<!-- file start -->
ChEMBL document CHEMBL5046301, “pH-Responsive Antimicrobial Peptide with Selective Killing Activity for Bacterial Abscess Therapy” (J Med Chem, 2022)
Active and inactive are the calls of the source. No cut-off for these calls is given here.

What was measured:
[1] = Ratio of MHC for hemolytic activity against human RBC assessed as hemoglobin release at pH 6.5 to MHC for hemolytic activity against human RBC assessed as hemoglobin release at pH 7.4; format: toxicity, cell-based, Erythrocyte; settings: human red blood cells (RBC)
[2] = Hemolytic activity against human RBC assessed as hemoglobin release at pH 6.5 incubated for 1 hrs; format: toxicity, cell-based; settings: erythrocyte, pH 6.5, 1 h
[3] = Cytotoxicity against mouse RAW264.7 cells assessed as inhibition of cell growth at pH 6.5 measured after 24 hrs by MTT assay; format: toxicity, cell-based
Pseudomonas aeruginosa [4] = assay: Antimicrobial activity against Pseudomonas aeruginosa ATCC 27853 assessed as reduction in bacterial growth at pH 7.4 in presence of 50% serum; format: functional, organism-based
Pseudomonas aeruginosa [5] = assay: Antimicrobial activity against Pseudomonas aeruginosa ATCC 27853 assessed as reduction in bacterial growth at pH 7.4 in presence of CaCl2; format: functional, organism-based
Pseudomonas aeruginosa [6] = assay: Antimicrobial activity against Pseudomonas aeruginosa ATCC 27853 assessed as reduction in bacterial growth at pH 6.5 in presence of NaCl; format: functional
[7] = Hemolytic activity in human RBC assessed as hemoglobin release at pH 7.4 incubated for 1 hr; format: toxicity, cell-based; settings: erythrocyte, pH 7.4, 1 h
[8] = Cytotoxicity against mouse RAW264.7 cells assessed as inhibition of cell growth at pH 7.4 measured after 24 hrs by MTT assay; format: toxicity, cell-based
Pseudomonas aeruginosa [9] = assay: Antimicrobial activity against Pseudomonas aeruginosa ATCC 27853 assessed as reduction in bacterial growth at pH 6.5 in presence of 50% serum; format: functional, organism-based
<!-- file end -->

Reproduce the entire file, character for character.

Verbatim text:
ChEMBL document CHEMBL5046301, “pH-Responsive Antimicrobial Peptide with Selective Killing Activity for Bacterial Abscess Therapy” (J Med Chem, 2022)
Active and inactive are the calls of the source. No cut-off for these calls is given here.

What was measured:
[1] = Ratio of MHC for hemolytic activity against human RBC assessed as hemoglobin release at pH 6.5 to MHC for hemolytic activity against human RBC assessed as hemoglobin release at pH 7.4; format: toxicity, cell-based, Erythrocyte; settings: human red blood cells (RBC)
[2] = Hemolytic activity against human RBC assessed as hemoglobin release at pH 6.5 incubated for 1 hrs; format: toxicity, cell-based; settings: erythrocyte, pH 6.5, 1 h
[3] = Cytotoxicity against mouse RAW264.7 cells assessed as inhibition of cell growth at pH 6.5 measured after 24 hrs by MTT assay; format: toxicity, cell-based
Pseudomonas aeruginosa [4] = assay: Antimicrobial activity against Pseudomonas aeruginosa ATCC 27853 assessed as reduction in bacterial growth at pH 7.4 in presence of 50% serum; format: functional, organism-based
Pseudomonas aeruginosa [5] = assay: Antimicrobial activity against Pseudomonas aeruginosa ATCC 27853 assessed as reduction in bacterial growth at pH 7.4 in presence of CaCl2; format: functional, organism-based
Pseudomonas aeruginosa [6] = assay: Antimicrobial activity against Pseudomonas aeruginosa ATCC 27853 assessed as reduction in bacterial growth at pH 6.5 in presence of NaCl; format: functional
[7] = Hemolytic activity in human RBC assessed as hemoglobin release at pH 7.4 incubated for 1 hr; format: toxicity, cell-based; settings: erythrocyte, pH 7.4, 1 h
[8] = Cytotoxicity against mouse RAW264.7 cells assessed as inhibition of cell growth at pH 7.4 measured after 24 hrs by MTT assay; format: toxicity, cell-based
Pseudomonas aeruginosa [9] = assay: Antimicrobial activity against Pseudomonas aeruginosa ATCC 27853 assessed as reduction in bacterial growth at pH 6.5 in presence of 50% serum; format: functional, organism-based